I just read one of the worst articles I’ve ever seen about the quality of American healthcare, and it illustrates just how badly some reporters who don’t regularly cover healthcare can misunderstand this sector that accounts for more than one-sixth of the U.S. economy.
I give you this Motley Fool story entitled, “The 5 Most Misdiagnosed Diseases,” written by Sean Williams. (His profile says he has experience investing in healthcare. Investing in companies is one thing. Figuring out how to fix a broken industry is another. And really, from a financial standpoint, plenty of people are getting rich off of others’ suffering.)
The story curiously discusses a 2009 study in the Internet Journal of Family Practice that found the five most misdiagnosed diseases, based on autopsy and malpractice data. I suppose Motley Fool might decide to run something that’s four years old in order to discuss current investment opportunities. This is where the story veers off the rails.
According to the article: “The benefit of this data is twofold: it exposes problem areas in diagnosing certain diseases, which should help improve attention to detail from both physicians and patients exhibiting those symptoms, and it highlights the potential for more accurate diagnostic equipment. As investors, it also gives us definable opportunities to take advantage of instances where certain medicines or diagnostics may greatly increase in usage to improve patients’ quality of life.”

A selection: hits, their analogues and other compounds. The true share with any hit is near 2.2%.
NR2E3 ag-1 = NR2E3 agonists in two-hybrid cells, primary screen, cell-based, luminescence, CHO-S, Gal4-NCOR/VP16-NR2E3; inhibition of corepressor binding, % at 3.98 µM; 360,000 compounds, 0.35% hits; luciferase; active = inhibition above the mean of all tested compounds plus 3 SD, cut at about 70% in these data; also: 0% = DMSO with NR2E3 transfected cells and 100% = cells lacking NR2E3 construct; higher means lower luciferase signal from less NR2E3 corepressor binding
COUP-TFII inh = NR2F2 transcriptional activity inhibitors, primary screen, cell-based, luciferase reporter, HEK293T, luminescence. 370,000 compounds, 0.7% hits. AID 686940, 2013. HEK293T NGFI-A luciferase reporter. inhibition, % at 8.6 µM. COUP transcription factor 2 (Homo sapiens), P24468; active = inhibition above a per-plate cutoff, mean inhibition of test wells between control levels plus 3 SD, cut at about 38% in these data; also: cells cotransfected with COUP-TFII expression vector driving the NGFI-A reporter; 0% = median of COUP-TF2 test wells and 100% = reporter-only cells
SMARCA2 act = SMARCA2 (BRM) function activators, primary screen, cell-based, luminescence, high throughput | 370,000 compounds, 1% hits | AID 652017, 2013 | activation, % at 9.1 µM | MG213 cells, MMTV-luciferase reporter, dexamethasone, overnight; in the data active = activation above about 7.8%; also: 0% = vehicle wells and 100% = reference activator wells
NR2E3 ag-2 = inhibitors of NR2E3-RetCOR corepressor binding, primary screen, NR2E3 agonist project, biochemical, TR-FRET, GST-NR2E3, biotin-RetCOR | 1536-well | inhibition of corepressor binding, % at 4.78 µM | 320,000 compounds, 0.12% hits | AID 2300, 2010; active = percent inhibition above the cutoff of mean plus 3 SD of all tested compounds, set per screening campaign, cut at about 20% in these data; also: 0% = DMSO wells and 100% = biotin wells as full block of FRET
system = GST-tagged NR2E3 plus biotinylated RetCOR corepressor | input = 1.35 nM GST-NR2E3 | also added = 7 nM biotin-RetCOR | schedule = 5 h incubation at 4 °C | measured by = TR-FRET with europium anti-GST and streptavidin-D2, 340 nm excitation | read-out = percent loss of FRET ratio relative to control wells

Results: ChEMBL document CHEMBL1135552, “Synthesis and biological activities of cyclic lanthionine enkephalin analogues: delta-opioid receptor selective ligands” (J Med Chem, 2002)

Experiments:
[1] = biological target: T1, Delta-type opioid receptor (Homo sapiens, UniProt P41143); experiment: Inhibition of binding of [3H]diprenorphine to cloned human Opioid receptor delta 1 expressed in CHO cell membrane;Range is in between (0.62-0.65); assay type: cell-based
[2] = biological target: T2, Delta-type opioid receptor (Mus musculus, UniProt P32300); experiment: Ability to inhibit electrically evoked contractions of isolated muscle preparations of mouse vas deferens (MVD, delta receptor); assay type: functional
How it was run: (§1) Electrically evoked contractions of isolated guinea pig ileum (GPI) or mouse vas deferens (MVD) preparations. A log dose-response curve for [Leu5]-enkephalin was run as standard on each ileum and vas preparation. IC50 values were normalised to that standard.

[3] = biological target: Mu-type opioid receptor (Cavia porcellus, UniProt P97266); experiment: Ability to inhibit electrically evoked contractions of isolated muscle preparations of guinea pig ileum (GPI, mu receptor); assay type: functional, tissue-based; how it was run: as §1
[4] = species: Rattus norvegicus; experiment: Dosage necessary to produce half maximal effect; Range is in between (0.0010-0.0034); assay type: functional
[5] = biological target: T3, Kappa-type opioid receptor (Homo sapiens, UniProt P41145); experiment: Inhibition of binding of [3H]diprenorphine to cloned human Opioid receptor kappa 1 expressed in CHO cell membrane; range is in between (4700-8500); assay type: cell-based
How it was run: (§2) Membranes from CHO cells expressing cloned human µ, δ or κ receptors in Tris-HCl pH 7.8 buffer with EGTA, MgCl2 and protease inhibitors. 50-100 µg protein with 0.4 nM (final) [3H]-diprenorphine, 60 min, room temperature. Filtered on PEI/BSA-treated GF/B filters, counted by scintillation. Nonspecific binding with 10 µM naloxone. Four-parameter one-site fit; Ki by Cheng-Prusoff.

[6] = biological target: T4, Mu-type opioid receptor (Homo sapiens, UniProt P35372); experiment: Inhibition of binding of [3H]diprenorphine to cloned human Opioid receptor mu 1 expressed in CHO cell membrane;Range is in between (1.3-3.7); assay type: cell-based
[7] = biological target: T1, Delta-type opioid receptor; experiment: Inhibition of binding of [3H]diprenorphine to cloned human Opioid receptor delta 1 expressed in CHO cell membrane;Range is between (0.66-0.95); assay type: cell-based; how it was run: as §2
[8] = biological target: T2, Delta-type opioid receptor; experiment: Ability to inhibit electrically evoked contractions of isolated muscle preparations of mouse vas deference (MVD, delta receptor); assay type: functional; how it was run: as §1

The problem isn’t the accuracy of diagnostic equipment and the solution isn’t more expensive testing and treatment. The problem is accessing and processing data that physicians should already have but perhaps do not. The answer to this problem is an accurate, current and complete record with an accurate, current and complete patient history, run not through the physician’s brain on the spot but through a clinical decision support engine that matches patient-specific facts with known medical evidence.
Say it with me: clinical decision support.